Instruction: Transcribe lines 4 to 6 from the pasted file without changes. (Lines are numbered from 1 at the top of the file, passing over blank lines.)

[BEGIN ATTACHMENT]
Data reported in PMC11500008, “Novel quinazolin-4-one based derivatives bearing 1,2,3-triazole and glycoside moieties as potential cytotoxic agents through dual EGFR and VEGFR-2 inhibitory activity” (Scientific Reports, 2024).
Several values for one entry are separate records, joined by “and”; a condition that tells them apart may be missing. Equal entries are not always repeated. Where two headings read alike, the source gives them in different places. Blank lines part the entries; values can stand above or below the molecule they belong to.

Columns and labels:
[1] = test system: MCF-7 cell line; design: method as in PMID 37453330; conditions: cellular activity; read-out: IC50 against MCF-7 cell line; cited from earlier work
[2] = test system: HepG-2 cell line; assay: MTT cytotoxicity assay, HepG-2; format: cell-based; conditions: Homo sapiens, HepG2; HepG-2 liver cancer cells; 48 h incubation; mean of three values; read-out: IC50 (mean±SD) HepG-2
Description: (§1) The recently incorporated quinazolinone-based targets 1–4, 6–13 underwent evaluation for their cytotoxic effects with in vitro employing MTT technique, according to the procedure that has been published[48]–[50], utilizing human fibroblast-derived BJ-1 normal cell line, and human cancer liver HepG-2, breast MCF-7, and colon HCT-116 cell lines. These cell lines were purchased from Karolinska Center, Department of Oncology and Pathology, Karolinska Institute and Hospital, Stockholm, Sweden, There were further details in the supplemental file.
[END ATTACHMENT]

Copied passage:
[1] = test system: MCF-7 cell line; design: method as in PMID 37453330; conditions: cellular activity; read-out: IC50 against MCF-7 cell line; cited from earlier work
[2] = test system: HepG-2 cell line; assay: MTT cytotoxicity assay, HepG-2; format: cell-based; conditions: Homo sapiens, HepG2; HepG-2 liver cancer cells; 48 h incubation; mean of three values; read-out: IC50 (mean±SD) HepG-2
Description: (§1) The recently incorporated quinazolinone-based targets 1–4, 6–13 underwent evaluation for their cytotoxic effects with in vitro employing MTT technique, according to the procedure that has been published[48]–[50], utilizing human fibroblast-derived BJ-1 normal cell line, and human cancer liver HepG-2, breast MCF-7, and colon HCT-116 cell lines. These cell lines were purchased from Karolinska Center, Department of Oncology and Pathology, Karolinska Institute and Hospital, Stockholm, Sweden, There were further details in the supplemental file.